Skip to main content

In key preliminary ruling, judge rejects some Skanska arguments in dispute with FCR over modular factory

B2 from Flatbush Avenue
Forest City Ratner has won what seems a significant preliminary victory in one legal battle over its ill-fated partnership with Skanska USA to build the world's tallest modular tower.

The decision does not resolve any of the three pending cases, but does show a judge rejecting some Skanska arguments.

Among them: the claims that Forest City had promised to build the first three Atlantic Yards towers using modular techniques and that the Opportunity Brief, a business proposal from Forest City, made binding promises.

That judge, state Supreme Court Justice Saliann Scarpulla, is hearing all the cases, which face a 10/19/16 hearing.

Both Forest City and Skanska, when queried, declined comment.

For the 461 Dean Street tower flanking the Barclays Center, aka B2, Skanska USA agreed to fabricate, deliver, and erect the modules, and perform construction management services.

Skanska USA then hired FC+Skanska Modular (now FC Modular) to supply modules at fixed price of $31.4 million. Skanska Modular served as manager of the company, based at the Brooklyn Navy Yard. The goal: a revolutionary example of high-rise, modular construction.

Bitter dispute

Forest City had publicly said it aimed to build the entire project via this purportedly cost-saving technology, but B2, which broke ground in December 2012, took far longer than the two years announced. The new Greenland Forest City Partners joint venture, led by Shanghai-based Greenland Holdings, in 2014 decided to build the next towers conventionally.

In early September 2014, after Skanska closed down the factory at the Brooklyn Navy Yard, both Forest City and Skanska filed dueling lawsuits, blaming the other partner for causing delays and cost overruns. Indeed, 461 Dean will take nearly twice the time and cost far more than expected.

Skanska blamed a Forest City affiliate, the Atlantic Yards B2 Owner, for providing an inadequate design and an insufficient factory, among other things. It sought at least $50 million in damages. Forest City's affiliate blamed Skanska for breaching the parties' Construction Management and Fabrication Services Agreement (aka CM Agreement), causing delays and cost overruns.

Those cases remain pending, and the latest decision does not directly affect them, but Scarpulla's reasoning could have an impact.

Breach of contract

This latest decision regards a breach of contract suit filed in September 2014 by FCRC Modular against Skanska Modular, one-time partners in the factory. (Forest City bought out Skanska in November 2014 and later reopened the factory on its own to finish the tower.)

Forest City said Skanska Modular, led by President Richard Kennedy, unilaterally decided to shut down the factory, violating the parties' LLC Agreement. Forest City sought to have the factory reopened--which is now moot--and be awarded monetary damages and attorney's fees. Skanska said the B2 owner could have cured the various defaults on its side.

In response to Forest City's suit, Skanska Modular and Kennedy asserted 19 affirmative defenses, eight counter-claims and third-party claims. The judge agreed to dismiss all of the counter-claims--though perhaps left Skanska an opportunity to refile one of them.

But the judge dismissed only one of the affirmative defenses, which presumably sets up future battles in court.

The arguments, and the decision

For example, in its counter-claims, Skanska charged that Forest City failed to provide a sufficient capital contribution, factory, and labor pool, and provided defective and deficient intellectual property.

Justice Scarpulla agreed with Forest City that the LLC Agreement specified only that FCRC Modular was required to contribute the transfer of intellectual property, to negotiate a lease, and a collective bargaining agreement.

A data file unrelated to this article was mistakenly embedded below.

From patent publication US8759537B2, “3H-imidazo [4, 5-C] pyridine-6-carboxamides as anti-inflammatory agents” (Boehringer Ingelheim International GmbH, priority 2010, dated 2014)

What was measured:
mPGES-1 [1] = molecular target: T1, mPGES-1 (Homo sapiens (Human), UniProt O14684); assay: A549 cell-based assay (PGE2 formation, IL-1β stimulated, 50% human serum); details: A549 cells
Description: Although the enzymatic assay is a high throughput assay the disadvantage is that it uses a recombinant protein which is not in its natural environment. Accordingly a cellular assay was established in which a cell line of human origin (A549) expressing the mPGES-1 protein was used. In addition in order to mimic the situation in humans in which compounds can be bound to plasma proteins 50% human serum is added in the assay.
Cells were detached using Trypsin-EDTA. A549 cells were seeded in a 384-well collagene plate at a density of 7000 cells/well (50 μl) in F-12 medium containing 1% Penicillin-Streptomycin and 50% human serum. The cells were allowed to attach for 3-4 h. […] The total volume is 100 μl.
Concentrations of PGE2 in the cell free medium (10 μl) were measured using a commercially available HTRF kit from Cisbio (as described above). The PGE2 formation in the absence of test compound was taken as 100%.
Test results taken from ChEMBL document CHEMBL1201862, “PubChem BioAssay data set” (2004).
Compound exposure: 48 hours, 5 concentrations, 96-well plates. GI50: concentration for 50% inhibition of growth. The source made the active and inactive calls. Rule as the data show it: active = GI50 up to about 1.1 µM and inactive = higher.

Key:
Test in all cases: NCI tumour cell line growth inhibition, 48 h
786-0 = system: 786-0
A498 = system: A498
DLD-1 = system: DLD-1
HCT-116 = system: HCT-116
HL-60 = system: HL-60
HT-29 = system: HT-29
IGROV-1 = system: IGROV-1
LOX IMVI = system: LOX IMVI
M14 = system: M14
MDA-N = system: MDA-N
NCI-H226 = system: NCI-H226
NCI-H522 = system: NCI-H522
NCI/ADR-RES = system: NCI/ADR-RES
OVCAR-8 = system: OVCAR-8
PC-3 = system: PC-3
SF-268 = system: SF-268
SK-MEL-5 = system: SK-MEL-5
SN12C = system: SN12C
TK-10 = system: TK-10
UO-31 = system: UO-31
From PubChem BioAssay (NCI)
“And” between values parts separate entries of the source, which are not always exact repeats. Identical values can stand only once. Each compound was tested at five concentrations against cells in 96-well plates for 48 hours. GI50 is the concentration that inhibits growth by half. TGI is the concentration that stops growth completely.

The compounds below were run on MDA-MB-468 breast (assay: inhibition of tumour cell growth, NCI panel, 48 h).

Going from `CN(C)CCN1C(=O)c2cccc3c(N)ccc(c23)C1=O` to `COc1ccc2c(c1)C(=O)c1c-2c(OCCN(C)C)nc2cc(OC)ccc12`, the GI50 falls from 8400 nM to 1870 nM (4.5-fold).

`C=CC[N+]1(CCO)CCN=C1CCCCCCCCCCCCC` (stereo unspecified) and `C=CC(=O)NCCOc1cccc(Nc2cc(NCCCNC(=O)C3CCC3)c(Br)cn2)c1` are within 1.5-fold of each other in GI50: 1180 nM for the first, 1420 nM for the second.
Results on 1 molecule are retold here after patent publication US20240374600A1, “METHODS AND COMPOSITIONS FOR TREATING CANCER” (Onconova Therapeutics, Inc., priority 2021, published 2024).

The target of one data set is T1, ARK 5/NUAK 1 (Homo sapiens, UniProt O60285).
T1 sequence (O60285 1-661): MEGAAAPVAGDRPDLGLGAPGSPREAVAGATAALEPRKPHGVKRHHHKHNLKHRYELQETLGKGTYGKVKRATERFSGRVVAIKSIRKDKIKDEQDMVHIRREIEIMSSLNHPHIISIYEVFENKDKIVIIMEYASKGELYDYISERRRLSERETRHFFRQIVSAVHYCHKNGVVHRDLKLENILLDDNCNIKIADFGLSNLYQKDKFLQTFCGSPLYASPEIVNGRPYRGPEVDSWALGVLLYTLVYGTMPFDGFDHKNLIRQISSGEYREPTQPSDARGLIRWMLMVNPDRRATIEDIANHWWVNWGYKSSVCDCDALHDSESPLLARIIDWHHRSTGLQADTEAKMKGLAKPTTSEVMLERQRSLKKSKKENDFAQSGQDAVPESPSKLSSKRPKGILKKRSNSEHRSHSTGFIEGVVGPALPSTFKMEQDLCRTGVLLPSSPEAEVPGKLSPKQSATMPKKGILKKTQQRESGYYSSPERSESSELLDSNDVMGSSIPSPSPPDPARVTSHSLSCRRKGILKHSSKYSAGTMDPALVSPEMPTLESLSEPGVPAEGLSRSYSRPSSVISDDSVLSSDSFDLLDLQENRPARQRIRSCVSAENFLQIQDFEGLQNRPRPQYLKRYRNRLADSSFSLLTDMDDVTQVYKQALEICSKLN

Skanska also asserts a breach of contract based on the Opportunity Brief Forest City circulated to prospective partners. But judge called the argument "meritless" because the brief was not a contract but a business proposal.

Skanska also charged that Forest City made false representations in the Opportunity Brief to induce it to enter into the LLC Agreement, including that there was a built-in pipeline of future towers, and that the modular design would be cost-effective. The LLC Agreement, the judge wrote, would rule.

Skanska alleged that Forest City repudiated its obligation by deciding that the modular company would not receive the contract to build two additional towers around the arena. The judge said that FCRC Modular was not bound by that pledge.

Additionally, the LLC agreement provided that such contracts would come only after completion and construction of B2, with certain leasing targets for it met, as well as financing targets for B3. So it seems Forest City would win on the merits.

In response to Forest City's request to recover $1.5 million paid to settle claims of furloughed workers, Skanska blamed Forest City for failing to negotiate a collective bargaining agreement that would permit the company to furlough workers. The judge agreement that the LLC Agreement contained no requirement for such a provision.

What's next?

Could Skanska open up its claims? The judge noted that "standard integration clauses" in the LLC Agreement and CM Agreement do not preclude Skanska Modular's reliance on representations outside of the agreement.

But she found that Skanska failed to state a claim against Forest City for fraudulent or negligent misrepresentation because such claims require more specificity. So I suspect that could leave open the possibility that Skanska re-files such claims.

Also, while Forest City moved to dismiss Skanska Modular and Kennedy's affirmative defenses, which blamed Forest City for negligence and the failure to mitigate production problems, the judge agreed that only one of those affirmative defenses was without merit.

So that suggests that, however many Skanska arguments were easily shut down, others will be further ventilated in court.

Going after third parties

Also, Skanska made some over-reaching claims that suggest the intensity of the dispute. Kennedy alleged that Forest City authorized publication of a press release that contained false and defamatory statements about him.

Forest City said the statement was a fair and true report of a judicial proceeding, and the judge agreed, noting that no facts backed the allegation that this was a malicious act.

Skanska and Kennedy also tried to get Forest City's p.r./lobbing firm Berlin Rosen and partner Greenland Holdings found in contempt, to produce documents, and pay attorney's fees.

The judge called the motion versus Greenland moot because she dismissed the counterclaims regarding alleged promises that the B3 and B4 towers would be built modularly. And she denied the motion against Berlin Rosen after denying the counter-claim regarding the press release.